Just like the European scramble and partition of Africa, these colonial surrogates and interlopers raked up those hurtful sentiments to divide Nigerians and blind the citizens from their usurpation and greed. Gradually, it dawned on me that even military intervention through coups d’état and election rigging are part of the nefarious legacies of the BBNs. These colonial middle men harbour no regard or affection for true citizenship and good governance, because they are only out to satisfy their craving for profit and primitive acquisition.

It follows therefore that the perpetration and recycling of BBNs in leadership of Nigeria is the root of political corruption and economic exploitation in the country. Therefore, as 2019 draws nearer, the patriotic demand on TNs is to come together and reject the recycling of BBNs in the country’s leadership the same way the third term plot was resisted in 2005. How can that be done?

Part of the reforms in Nigeria’s banking sector was the introduction of the Bank Verification Number (BVN). That innovation has helped in no small measure to track illicit fund flows, as well as, reduce the incidence of fraud. Most importantly the incidence of BVN has helped to establish the true identities of banks’ customers and lessened the opening of ghost bank accounts.

Similarly, one of the innovative reforms in Nigeria’s electoral system is the introduction of the Permanent Voter Cards (PVCs) and its twin, the Card Reader machine. Consequently, Nigerians should ensure that they register and obtain this almighty PVC for the purposes of preventing BBNs from occupying the leadership of this country in 2019.With the help of PVC Nigerians can locate TNs to empower for the Presidency. One of such TNs is the incumbent governor of Gombe State, Ibrahim Hassan Dankwambo.

Governor Dankwambo is a new breed prepared by education and learning for the impending wonderful transition of power from colonial middlemen to true Nigerians.The young man, who was born two years after Nigeria gained her flag independence, has exhibited all traits of good leadership in the way he has been piloting the affairs of Gombe State ever since he mounted the saddle as the governor.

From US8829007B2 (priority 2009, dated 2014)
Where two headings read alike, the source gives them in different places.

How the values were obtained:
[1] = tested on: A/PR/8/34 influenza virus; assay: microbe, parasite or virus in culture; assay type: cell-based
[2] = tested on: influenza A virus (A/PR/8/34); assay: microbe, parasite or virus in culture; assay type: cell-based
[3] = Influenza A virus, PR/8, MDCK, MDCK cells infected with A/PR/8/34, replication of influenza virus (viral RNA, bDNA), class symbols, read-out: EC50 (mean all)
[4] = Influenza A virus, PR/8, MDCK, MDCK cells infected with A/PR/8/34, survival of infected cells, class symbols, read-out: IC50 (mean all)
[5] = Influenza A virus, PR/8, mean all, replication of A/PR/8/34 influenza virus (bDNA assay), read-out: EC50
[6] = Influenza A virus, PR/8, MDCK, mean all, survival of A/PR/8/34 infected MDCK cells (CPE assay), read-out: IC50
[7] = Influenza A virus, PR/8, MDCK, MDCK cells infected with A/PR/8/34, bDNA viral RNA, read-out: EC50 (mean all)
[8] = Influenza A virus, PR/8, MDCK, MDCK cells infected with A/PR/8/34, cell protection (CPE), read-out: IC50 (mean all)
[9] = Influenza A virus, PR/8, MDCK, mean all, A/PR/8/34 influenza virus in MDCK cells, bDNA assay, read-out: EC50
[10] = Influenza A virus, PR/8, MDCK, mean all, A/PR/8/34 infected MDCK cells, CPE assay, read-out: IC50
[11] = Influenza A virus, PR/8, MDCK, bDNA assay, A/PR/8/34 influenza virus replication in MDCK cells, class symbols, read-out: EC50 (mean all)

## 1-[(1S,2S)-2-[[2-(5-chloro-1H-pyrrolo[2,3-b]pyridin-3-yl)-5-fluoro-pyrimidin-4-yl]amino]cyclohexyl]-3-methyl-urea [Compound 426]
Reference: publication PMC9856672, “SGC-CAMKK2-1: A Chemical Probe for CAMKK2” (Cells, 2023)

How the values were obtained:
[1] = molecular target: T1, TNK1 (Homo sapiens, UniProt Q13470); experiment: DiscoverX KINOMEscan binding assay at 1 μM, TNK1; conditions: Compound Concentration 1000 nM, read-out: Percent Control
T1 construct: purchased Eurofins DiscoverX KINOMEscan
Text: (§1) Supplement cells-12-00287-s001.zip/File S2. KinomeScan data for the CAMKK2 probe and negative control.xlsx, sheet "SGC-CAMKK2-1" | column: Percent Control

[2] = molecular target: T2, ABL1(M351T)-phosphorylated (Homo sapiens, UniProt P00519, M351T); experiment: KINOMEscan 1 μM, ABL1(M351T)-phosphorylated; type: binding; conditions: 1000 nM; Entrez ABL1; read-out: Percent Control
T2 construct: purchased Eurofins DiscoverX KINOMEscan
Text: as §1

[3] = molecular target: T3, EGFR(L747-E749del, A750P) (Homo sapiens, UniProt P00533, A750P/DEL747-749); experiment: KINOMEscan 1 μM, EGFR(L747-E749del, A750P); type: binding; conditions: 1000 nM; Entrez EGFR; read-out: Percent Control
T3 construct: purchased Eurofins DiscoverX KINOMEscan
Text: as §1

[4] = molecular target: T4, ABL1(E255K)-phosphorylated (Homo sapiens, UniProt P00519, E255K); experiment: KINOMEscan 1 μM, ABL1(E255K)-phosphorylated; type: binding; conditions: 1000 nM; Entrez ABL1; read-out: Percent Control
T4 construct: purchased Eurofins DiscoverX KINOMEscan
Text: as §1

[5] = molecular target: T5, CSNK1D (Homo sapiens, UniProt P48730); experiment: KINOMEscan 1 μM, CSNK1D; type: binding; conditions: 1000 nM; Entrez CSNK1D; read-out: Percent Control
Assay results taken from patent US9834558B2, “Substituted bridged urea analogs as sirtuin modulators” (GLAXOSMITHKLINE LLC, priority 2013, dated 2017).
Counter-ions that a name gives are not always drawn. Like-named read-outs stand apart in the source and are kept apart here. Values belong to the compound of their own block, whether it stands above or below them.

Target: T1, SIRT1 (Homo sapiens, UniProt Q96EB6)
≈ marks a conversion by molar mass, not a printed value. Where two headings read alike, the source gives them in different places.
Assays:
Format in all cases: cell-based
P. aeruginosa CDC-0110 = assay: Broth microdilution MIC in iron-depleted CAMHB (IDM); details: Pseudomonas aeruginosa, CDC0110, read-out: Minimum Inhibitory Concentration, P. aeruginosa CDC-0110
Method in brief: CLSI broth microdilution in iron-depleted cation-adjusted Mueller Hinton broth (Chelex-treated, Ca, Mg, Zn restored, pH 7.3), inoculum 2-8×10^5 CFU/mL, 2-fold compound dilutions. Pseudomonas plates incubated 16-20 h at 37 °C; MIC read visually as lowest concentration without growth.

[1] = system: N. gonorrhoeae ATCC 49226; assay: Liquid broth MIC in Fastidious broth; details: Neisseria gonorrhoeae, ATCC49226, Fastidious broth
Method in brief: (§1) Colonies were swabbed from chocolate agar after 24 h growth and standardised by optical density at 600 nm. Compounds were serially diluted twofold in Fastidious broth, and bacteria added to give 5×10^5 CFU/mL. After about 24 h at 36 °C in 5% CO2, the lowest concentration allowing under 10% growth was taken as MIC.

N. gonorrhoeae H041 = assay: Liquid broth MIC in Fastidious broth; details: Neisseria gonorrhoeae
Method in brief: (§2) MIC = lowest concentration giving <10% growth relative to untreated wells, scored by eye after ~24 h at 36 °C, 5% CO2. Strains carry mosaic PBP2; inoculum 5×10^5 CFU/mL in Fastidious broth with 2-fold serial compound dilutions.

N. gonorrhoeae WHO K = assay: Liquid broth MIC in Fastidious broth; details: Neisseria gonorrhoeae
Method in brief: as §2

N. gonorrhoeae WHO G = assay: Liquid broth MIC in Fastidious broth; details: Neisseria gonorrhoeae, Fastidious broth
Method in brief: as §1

He has not manifested desperation for power as many BBNs have done. He knows that mandate is conferred not taken by force or fraud. As a young Tiv man from Benue State, I am impressed by the good tales being told about Dankwambo. Should he heed the growing calls on him to seek the office of President of Nigeria, Dankwambo would be the first doctorate degree holder to mount the saddle. He is among the best from the northern part of the country.

As young people we are proud of what Dankwambo has achieved, especially his humane and empathic leadership style. Not many of the old brigades pushing to be Nigeria’s president combines education, experience and emotional intelligence as Dankwambo. I am convinced just like many other young people that Dankwambo is the man we are waiting to rally against the effete leadership that has kept Nigeria bound and backwards.

The wait is worth the while. We want a leader that would unite Nigerians and galvanise young people towards purposeful living, political inclusion and economic empowerment. In Dankwambo we see the DNA of a true patriot with all the essential ingredients that make Nigerian youths winners: education and determination. We are confident that whenever Dr. Dankwambo steps onto the scene, all true Nigerians from North to South, East to West; would volunteer support so that we chase the old baldheads out of leadership and begin a new journey of political freedom and socio-economic independence. Dr. Dankwambo, we are waiting.
Terkembaar wrote from Yandev, Benue State.